So, here's to everyone celebrating on March 17 whether Irish or not. Enjoy your corned beef and cabbage, green beer, and Irish coffee.

Sunday, March 5, 2017

Daylight Saving Time and the Vernal Equinox

Every March we have two annual observations that are not holidays—one is man made and the other is science/nature. The first is the start of daylight saving time and the other is the beginning of Spring. Grammatically speaking, daylight saving time is correct but the common usage over the years has been daylight savings time.

In the U.S., at 2am on the second Sunday in March we set our clocks forward one hour for the start of daylight saving time—or to put it another way, we lose one hour of sleep. This year, the second Sunday falls on March 12, 2017. And on the first Sunday in November at 2am we reverse that process by setting our clocks back one hour—we get an additional hour of sleep to make up for that hour we lost in March. In 2017, that first Sunday is November 5th.

Standard time—the creation of time zones—was instituted in the U.S. and Canada by the railroads in 1883. Due to the vast width of the two countries stretching thousands of miles from the Atlantic Ocean to the Pacific Ocean, it was necessary to establish some method of standardizing train schedules. However, it was not established in U.S. law until the Act of March 19, 1918. The Act also established daylight saving time which was repealed in 1919 while standard time in time zones remained the law. Daylight saving time was re-established in World War II. The Uniform Time Act of 1966 brought standardization of start and stop dates but allowed for local exemptions from its observance. Since then the official beginning and ending dates have changed several times, the most recent being in 2007.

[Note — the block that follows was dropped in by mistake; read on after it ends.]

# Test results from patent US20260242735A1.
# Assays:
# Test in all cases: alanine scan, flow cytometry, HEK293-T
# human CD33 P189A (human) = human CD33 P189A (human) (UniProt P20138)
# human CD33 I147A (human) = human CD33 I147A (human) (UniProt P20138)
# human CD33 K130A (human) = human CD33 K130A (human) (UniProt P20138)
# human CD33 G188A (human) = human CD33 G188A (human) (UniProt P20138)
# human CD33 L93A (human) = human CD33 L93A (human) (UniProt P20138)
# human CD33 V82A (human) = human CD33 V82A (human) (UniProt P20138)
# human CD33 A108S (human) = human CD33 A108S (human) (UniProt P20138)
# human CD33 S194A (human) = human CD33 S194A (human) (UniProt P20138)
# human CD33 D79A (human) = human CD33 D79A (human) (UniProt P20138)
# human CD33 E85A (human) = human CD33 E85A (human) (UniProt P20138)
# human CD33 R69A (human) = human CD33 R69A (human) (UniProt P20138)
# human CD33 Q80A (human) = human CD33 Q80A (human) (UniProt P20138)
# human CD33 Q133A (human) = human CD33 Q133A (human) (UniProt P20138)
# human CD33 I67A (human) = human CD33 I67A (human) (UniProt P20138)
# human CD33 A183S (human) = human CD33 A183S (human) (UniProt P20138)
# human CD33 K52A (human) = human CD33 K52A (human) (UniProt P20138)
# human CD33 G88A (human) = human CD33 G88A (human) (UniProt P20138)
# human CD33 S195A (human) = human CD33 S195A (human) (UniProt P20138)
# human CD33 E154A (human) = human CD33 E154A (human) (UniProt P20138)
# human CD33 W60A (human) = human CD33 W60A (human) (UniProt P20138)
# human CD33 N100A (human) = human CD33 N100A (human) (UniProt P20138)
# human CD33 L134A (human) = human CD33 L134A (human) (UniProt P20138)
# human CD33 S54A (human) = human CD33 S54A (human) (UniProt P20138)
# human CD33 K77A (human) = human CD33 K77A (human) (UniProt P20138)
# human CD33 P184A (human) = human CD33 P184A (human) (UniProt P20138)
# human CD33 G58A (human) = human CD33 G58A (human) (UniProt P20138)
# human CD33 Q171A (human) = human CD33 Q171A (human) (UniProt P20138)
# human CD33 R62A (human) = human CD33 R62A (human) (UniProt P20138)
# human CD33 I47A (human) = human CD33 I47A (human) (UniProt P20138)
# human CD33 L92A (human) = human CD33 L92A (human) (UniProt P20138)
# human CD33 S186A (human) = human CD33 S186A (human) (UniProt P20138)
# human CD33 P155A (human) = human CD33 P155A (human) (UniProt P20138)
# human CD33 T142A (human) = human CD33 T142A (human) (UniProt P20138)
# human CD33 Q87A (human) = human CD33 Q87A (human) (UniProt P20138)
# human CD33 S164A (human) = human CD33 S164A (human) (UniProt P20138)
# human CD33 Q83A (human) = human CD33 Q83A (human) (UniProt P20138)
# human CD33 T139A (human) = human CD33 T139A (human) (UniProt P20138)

Those states that have opted for the exemption from daylight saving time are Arizona (except for the Navajo, who do observe daylight saving time on tribal lands), Hawaii, and the overseas territories of American Samoa, Guam, the Northern Mariana Islands, Puerto Rico, and the United States Virgin Islands